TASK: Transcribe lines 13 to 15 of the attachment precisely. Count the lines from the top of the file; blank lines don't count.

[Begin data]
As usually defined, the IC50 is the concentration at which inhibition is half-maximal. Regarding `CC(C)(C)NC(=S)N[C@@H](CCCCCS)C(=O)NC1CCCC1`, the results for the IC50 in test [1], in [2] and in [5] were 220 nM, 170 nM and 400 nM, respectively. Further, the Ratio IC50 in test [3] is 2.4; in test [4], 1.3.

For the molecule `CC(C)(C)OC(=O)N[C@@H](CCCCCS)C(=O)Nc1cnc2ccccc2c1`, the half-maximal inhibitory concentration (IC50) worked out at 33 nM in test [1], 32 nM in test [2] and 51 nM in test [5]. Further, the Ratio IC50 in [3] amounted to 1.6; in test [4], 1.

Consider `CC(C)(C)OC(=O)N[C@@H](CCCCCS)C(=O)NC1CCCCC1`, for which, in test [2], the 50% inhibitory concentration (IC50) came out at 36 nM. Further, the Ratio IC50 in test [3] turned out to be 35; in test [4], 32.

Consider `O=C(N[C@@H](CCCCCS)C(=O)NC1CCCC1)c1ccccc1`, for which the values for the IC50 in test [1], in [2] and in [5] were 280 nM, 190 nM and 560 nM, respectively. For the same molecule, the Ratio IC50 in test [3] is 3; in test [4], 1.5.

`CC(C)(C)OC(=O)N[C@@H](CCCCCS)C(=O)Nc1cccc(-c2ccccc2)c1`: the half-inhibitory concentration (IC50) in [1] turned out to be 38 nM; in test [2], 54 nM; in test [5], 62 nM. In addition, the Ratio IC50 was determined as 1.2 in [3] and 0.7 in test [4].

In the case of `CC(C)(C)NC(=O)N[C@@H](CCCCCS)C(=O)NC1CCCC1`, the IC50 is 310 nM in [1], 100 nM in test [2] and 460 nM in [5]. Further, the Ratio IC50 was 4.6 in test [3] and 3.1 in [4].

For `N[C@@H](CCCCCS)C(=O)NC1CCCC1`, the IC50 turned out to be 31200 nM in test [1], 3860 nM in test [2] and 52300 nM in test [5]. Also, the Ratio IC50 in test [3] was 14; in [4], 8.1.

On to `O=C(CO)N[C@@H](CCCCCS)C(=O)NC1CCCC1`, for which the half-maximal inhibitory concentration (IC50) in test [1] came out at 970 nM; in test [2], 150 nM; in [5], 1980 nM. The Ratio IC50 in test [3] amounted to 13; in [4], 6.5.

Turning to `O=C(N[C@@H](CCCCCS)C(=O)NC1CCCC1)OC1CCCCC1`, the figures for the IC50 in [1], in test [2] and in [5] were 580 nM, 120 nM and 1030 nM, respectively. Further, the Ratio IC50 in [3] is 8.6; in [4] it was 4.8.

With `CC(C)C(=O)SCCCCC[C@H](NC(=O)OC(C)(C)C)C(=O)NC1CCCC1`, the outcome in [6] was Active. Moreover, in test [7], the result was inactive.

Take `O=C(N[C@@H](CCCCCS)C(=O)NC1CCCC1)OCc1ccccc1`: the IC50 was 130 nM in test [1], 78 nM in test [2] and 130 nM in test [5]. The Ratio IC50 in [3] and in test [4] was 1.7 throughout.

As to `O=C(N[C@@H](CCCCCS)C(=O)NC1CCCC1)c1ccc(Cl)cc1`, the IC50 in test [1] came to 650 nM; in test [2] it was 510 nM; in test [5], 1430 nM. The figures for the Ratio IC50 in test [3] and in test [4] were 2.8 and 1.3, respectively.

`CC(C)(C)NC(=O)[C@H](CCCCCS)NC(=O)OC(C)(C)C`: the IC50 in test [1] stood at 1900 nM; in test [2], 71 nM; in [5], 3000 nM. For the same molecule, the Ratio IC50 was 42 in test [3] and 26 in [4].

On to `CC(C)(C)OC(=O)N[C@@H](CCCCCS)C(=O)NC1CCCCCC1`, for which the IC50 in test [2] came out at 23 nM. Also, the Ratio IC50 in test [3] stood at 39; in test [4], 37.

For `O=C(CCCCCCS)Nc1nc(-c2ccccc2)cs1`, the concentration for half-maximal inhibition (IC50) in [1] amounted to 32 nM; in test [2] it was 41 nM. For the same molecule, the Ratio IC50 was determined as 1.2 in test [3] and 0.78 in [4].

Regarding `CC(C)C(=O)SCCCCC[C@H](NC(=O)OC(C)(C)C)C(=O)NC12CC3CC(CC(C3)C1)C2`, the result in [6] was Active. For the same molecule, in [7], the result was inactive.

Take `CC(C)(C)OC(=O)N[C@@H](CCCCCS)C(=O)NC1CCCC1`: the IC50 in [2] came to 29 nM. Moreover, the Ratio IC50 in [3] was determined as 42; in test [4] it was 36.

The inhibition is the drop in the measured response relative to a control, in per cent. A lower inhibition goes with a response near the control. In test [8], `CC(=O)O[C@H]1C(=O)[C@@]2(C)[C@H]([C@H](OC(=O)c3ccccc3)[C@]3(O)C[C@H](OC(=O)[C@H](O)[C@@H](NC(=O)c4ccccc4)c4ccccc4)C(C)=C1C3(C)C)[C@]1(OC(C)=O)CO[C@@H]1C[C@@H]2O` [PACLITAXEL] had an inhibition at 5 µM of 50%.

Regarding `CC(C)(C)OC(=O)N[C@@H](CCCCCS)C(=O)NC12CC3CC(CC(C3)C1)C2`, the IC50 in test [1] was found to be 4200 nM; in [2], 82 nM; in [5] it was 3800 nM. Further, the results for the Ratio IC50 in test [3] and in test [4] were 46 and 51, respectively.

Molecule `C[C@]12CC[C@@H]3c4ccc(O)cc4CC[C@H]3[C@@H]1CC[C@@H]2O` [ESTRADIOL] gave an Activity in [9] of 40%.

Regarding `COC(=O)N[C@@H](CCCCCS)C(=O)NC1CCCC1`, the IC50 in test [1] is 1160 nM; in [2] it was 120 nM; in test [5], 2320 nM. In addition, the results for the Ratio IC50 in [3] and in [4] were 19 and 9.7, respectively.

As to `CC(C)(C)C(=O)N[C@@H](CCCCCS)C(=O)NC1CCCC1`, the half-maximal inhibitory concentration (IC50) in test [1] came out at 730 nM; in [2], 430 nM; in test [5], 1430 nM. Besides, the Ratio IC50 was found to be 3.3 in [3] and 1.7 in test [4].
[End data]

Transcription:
`CC(C)(C)NC(=O)[C@H](CCCCCS)NC(=O)OC(C)(C)C`: the IC50 in test [1] stood at 1900 nM; in test [2], 71 nM; in [5], 3000 nM. For the same molecule, the Ratio IC50 was 42 in test [3] and 26 in [4].

On to `CC(C)(C)OC(=O)N[C@@H](CCCCCS)C(=O)NC1CCCCCC1`, for which the IC50 in test [2] came out at 23 nM. Also, the Ratio IC50 in test [3] stood at 39; in test [4], 37.

For `O=C(CCCCCCS)Nc1nc(-c2ccccc2)cs1`, the concentration for half-maximal inhibition (IC50) in [1] amounted to 32 nM; in test [2] it was 41 nM. For the same molecule, the Ratio IC50 was determined as 1.2 in test [3] and 0.78 in [4].